Written By: Matthew Craig
Matthew Craig examines the approach local authorities are taking to alternative investments and the possible impact of pooling arrangements
The world of alternative assets stretches from the roads, bridges and tunnels of infrastructure, through to the likes of litigation finance, or catastrophe bonds which pay out if a hurricane or earthquake occurs. By using this diverse asset class, investors hope to find new sources of returns and to reduce their reliance on conventional bond and equity markets.
According to the latest OECD survey of the 34 largest corporate and public sector pension funds around the world, the average allocation to alternatives has edged up from 12.9% in 2010 to 13.6% in 2014. Fixed income and cash allocations rose slightly from 53.2% to 54.9% over this period, while equities fell from 32.4% to 29.8%. In contrast, UK defined benefit schemes showed a higher take-up of alternatives between 2011 and 2015 according to research by the Pensions and Lifetime Savings Association. It found that the split of equities, bonds, and other alternatives shifted from 42%, 43% and 15%; to 34%, 38% and 28% respectively or a near doubling in the use of alternatives when compared to bonds and equities. Most local authority funds in the UK have smaller allocations to alternatives. The Local Government Pension Scheme (LGPS) Advisory Board website shows that in 2013, the total allocated to property, private equity, derivatives and other assets was 9%, with 40.8% held in pooled investment vehicles. Part of the latter could be alternatives UCITS funds, a liquid, onshore form of hedge fund investing.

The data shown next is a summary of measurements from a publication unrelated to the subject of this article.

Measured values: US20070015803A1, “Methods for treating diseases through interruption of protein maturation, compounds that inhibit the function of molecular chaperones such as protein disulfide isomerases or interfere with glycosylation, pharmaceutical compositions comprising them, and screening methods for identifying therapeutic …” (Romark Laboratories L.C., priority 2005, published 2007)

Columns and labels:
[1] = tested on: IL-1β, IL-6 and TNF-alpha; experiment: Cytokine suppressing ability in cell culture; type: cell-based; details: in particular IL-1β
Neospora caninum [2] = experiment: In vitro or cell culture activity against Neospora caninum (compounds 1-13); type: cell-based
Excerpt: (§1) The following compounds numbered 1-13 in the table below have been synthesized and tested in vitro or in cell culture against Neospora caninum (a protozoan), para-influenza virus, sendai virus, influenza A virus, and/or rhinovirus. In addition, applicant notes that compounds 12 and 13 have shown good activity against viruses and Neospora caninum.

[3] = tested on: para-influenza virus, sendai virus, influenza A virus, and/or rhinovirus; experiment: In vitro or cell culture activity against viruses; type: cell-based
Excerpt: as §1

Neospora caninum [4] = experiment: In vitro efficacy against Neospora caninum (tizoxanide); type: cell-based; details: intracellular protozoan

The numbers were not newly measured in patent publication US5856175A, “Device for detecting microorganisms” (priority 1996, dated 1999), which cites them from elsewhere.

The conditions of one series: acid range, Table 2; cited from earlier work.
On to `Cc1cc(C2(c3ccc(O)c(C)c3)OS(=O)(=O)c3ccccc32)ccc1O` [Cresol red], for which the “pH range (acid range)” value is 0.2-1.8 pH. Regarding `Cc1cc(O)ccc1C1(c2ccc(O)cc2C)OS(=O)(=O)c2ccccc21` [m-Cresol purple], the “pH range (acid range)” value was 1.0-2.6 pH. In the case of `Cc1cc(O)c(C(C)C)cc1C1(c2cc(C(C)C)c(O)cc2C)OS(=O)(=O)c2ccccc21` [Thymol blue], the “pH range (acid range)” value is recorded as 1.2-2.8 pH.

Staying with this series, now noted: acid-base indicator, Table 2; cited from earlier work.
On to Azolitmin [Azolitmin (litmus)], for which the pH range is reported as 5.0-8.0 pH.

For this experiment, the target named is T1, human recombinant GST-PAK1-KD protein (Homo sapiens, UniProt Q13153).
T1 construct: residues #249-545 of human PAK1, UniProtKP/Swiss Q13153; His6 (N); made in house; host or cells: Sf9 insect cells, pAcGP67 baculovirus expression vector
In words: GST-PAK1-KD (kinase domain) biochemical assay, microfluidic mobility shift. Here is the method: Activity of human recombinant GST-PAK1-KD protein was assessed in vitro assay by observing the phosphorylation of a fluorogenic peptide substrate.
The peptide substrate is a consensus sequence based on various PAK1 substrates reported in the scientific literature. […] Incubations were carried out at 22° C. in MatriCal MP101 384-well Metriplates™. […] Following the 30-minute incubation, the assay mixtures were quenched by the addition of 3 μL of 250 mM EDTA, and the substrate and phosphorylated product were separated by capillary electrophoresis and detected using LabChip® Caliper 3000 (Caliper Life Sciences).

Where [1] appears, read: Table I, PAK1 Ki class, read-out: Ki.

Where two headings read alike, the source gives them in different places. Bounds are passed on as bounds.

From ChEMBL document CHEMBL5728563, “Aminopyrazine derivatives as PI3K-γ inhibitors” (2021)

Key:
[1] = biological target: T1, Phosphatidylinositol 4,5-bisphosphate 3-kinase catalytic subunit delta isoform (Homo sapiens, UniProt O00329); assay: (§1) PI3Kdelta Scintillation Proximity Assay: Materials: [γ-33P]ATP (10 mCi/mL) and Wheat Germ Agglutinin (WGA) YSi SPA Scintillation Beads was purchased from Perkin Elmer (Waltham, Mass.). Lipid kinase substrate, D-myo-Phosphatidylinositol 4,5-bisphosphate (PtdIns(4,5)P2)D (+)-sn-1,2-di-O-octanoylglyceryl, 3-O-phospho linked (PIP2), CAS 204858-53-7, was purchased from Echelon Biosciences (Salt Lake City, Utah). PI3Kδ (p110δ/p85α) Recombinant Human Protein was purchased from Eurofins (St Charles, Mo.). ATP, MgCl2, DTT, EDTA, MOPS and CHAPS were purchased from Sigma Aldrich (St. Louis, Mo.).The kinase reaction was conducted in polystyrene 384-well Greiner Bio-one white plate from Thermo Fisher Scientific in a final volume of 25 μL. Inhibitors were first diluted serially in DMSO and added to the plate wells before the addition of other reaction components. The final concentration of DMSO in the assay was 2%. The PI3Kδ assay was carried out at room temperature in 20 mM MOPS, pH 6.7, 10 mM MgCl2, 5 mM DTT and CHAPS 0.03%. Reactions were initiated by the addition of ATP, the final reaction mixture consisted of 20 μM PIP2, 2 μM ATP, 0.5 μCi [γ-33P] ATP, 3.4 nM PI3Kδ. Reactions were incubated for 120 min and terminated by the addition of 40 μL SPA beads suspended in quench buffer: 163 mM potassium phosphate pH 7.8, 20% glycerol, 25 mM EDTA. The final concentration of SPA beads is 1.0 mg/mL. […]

While LGPS funds, overall, might not allocate a very large proportion of their assets to alternatives, it should be remembered they have invested in property and private equity for decades. “Local authority funds have a history of using private equity, property, and a certain amount of hedge funds – although those are falling out of favour. While some are looking at more esoteric assets,” commented Allenbridge Epic senior adviser, John Jones. In the last few years infrastructure has become more of interest to investors wanting steady returns and diversification from listed markets, which have been distorted by quantitative easing (QE). In addition, listed market uncertainty has prompted many investors to look for diversified returns from areas such as shipping, timber, farmland, aircraft leasing and catastrophe bonds, as well as litigation finance, or strategies utilising intellectual property rights or royalties. Investors are also adding new approaches in fixed income, where alternative fixed income, or multi-asset credit (MAC) are two names for strategies that encompass direct lending, mezzanine finance, distressed debt and other fixed income instruments from off the beaten track.